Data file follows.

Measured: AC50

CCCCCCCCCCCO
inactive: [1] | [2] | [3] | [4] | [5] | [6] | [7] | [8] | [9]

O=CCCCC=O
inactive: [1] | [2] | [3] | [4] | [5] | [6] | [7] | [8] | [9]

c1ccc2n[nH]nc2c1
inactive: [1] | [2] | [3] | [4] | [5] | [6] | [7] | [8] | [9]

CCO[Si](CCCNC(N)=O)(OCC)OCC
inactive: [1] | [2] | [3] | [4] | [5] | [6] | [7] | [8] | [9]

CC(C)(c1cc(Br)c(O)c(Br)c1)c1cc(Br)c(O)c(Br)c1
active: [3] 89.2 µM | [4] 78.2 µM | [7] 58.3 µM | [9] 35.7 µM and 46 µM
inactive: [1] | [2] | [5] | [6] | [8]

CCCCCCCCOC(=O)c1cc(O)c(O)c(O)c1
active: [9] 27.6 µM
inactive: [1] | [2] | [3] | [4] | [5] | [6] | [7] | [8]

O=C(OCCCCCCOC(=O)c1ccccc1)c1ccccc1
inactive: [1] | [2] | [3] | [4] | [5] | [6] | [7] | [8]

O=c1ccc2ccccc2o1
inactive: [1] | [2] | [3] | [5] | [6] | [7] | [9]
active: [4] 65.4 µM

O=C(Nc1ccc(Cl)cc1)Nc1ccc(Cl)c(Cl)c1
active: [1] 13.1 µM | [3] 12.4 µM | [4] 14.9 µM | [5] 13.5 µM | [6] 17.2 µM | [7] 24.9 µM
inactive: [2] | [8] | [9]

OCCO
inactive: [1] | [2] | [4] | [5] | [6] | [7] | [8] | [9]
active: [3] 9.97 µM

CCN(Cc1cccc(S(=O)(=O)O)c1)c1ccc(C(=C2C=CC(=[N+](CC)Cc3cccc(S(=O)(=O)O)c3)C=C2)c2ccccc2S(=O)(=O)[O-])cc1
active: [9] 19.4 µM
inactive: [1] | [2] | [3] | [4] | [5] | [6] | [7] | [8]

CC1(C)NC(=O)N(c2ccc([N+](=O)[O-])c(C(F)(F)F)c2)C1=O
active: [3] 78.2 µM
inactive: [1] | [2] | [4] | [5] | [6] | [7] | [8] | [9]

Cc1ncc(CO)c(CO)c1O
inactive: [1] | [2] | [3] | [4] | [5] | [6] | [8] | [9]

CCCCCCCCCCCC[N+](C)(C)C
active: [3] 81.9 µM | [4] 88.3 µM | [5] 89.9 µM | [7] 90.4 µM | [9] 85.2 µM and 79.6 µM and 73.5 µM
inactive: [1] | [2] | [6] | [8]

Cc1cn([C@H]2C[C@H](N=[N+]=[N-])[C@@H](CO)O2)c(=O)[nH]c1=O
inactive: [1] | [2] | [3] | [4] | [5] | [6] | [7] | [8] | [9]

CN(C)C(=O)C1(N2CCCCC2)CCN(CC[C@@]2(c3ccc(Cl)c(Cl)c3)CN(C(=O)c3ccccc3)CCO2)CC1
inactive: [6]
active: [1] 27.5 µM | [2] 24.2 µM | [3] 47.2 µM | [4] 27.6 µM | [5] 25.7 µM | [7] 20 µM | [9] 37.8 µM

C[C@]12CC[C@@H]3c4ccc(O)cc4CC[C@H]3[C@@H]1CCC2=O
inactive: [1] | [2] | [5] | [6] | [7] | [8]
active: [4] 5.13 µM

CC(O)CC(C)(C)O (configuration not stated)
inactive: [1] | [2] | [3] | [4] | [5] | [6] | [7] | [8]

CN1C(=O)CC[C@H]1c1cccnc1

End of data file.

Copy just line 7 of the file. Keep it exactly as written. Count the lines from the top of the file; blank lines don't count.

inactive: [1] | [2] | [3] | [4] | [5] | [6] | [7] | [8] | [9]